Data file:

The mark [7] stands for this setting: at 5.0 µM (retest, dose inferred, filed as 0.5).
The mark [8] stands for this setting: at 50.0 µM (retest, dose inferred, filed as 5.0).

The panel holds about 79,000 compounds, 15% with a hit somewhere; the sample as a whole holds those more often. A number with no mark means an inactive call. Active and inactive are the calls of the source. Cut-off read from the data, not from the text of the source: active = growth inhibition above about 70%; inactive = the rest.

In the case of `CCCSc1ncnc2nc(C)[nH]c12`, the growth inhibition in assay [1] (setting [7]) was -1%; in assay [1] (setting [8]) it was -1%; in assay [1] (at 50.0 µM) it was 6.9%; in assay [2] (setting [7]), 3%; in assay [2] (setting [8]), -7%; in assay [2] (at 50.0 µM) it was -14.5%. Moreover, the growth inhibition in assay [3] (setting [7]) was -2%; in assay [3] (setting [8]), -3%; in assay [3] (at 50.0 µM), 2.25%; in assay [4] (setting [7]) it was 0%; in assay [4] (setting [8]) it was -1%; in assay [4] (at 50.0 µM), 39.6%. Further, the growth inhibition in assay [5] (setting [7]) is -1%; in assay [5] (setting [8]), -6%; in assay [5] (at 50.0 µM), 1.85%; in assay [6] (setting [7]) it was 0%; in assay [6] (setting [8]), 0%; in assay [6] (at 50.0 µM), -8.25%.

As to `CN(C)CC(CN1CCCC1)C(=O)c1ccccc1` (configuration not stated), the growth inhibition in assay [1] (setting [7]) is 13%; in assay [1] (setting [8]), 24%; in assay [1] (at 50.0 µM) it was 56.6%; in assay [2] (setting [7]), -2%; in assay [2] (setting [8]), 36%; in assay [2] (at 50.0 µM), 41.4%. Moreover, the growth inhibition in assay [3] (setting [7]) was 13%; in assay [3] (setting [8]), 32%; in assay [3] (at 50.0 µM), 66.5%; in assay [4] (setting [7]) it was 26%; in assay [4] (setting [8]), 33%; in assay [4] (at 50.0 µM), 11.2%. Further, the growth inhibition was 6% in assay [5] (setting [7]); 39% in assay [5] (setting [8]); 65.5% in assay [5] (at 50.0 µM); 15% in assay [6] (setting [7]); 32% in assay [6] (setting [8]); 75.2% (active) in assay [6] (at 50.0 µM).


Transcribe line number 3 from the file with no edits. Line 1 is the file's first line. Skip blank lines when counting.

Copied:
The panel holds about 79,000 compounds, 15% with a hit somewhere; the sample as a whole holds those more often. A number with no mark means an inactive call. Active and inactive are the calls of the source. Cut-off read from the data, not from the text of the source: active = growth inhibition above about 70%; inactive = the rest.